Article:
Kogo defeats Kuma in Birmingham thriller - REPORT
Provided by IAAF
Birmingham, UK - Kenyan Micah Kogo won a thrilling sprint for the line ahead of Abera Kuma to set a new course record at the Bupa Great Birmingham Run Half Marathon on Sunday (21).
Kogo, who dominated the race almost from the start, breasted the tape at this IAAF Bronze Label Road Race in a time of 1:00:17 to deny his Ethiopian rival victory by two seconds with World record holder and pre-race favourite Zersenay Tadese third in 1:01:06.
On a very misty morning, Kogo, who lost last month's Bupa Great North Run by one second, made amends by smashing the course record of 1:01:29 set a year ago by the legendary Ethiopian, Haile Gebrselassie.
Despite that defeat the 26-year-old former Olympic 10,000m bronze medallist's confidence was sky high after posting a world class time of 59:07 in the Tyneside race and it clearly showed as he took up the pace after the first mile passed in a speedy 4:30.
With Kogo and Kuma operating at sub one hour pace there was drama 15 minutes into the contest when Tadese - who set the current UK All-Comers' record of 59:35 when winning the World Half Marathon title in Birmingham three years ago - fell away.
The Eritrean was clearly suffering from tiredness after again winning the global title in Bulgaria a fortnight ago but showed his determination when getting back alongside the two leaders before again dropping well behind them a mile later.
That left Kuma, who was fifth in last year's World Championships 5,000m final and making his Half Marathon debut, doggedly stuck to the heels of his fellow east African to set up a grandstand finish before Kogo proved the faster sprinter finish in the final 150 metros.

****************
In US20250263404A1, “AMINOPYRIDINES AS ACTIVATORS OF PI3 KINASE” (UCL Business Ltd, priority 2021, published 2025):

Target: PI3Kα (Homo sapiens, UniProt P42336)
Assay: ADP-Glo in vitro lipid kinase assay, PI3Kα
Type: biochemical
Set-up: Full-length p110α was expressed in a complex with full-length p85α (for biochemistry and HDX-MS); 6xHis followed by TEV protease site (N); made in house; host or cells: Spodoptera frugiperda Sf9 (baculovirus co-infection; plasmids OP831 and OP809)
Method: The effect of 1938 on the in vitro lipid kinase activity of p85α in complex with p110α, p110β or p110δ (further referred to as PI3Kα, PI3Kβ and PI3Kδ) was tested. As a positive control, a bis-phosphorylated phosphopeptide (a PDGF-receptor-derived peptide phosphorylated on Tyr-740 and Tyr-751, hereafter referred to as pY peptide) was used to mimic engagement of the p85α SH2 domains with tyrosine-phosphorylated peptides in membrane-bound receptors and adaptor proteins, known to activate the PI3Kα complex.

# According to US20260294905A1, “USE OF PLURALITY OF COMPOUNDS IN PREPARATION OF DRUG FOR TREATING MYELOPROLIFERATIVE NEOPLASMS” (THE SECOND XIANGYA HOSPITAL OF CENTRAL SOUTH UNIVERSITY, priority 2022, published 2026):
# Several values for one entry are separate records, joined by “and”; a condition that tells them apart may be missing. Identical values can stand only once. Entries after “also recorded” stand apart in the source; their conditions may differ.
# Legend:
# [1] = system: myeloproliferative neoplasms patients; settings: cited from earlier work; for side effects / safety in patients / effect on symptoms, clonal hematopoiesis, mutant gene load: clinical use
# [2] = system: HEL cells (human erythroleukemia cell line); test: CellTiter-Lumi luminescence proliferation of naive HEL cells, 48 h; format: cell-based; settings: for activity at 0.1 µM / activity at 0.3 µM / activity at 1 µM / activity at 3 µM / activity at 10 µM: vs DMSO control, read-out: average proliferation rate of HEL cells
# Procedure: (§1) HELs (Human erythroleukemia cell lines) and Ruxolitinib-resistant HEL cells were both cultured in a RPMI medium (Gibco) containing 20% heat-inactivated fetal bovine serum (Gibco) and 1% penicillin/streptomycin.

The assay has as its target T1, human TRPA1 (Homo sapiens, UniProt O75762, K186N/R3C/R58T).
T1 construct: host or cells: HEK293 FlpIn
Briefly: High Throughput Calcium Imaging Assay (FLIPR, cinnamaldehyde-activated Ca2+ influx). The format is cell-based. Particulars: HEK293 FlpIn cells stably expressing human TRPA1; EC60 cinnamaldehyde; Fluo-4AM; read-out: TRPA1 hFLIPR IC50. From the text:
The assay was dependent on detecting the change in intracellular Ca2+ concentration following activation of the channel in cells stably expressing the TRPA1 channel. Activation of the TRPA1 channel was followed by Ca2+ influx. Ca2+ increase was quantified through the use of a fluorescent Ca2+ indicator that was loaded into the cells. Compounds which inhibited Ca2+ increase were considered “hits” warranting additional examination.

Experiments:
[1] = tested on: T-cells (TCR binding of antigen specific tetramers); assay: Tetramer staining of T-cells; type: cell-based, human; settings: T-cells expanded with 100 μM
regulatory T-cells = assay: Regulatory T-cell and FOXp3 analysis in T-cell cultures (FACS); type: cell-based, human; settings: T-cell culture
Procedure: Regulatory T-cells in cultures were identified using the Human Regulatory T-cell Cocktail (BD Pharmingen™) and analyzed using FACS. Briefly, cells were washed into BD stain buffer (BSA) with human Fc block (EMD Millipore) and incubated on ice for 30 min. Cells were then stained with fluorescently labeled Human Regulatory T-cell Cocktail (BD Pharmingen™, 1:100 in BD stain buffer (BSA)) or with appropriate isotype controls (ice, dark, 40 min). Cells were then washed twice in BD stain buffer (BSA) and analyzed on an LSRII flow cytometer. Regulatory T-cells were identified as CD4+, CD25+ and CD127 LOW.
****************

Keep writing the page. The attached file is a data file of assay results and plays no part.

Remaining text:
"I'm really happy with the result today," said Kogo. "It was a fabulous run for me. At the Bupa Great North Run, I was just pipped to the finish, so to win today in Birmingham is fantastic."
Kogo, who along with Kuma looked set to smash the one hour barrier until a very steep incline at 11 miles wrecked the attempt, added: "This course was slightly trickier than the North Run.
"There is a hill at the end, plus the weather was colder than Newcastle but that makes it a better achievement for me.
"The crowd was amazing, everyone was cheering 'Kogo, go, go' which really pushed me on to get to the finish line."
Kogo, who still holds the UK All-Comers' record for 10 kilometres set at the 2007 Bupa Great Manchester Run and is planning a Marathon debut next year, added: "The plan for me now is to head back to Kenya for more training."
Tadese, who was clearly carrying dead legs after another high profile race so soon after his Kavarna victory and London Olympic Games participation, admitted he was very tired.
"I'm now looking forward to a three weeks rest break before getting back in to training," said the 30-year-old, arguably the world's greatest ever half marathon performer.
Moreira dominates women's race
The women's race was a less high profile affair with Sara Moreira taking total control in the last three miles to notch a runaway victory ahead of Ethiopia's former World Half Marathon champion Berhane Adere.
Moreira breaking clear on the killer mile which had slowed Kogo and Kuma in their attempts to smash the milestone one hour barrier, finished in a time of 1:12:49.
The Portuguese athlete, after a very slow start to the competition, missed Gemma Steel's course record by 28 seconds as she finished well ahead of Adere who clocked 1:15:02 with Kenya's Irene Mogaka third in 1:15:40.
"It's really good to win," said Moreira, a London Olympic Games 10,000m finalist. "I'm very happy with how the race went although I had a slow first 10km but I picked it up in the second half.
"I'm currently training for the European Cross Country in Budapest and the tough course in Birmingham is good preparation."
David Martin for the IAAF
1. M Kogo (Kenya) 1:00:17
2. A Kuma (Ethiopia) 1:00:19
3. Z Tadese (Eritrea) 1:01:06
4. Y Nakao (Japan) 1:03:16
5. A Meftah (France) 1:03:55
6. J Kelai |(Kenya) 1:04:04
1. S Moreira (Portugal) 1:12:49
2. B Adere (Ethiopia) 1:15:02
3. I Mogaka (Kenya) 1:15:40
4. C Holme (Great Britain) 1:17:06
5. S Harrison (Great Britain) 1:18:19
6. J Evans (Great Britain) 1:19:28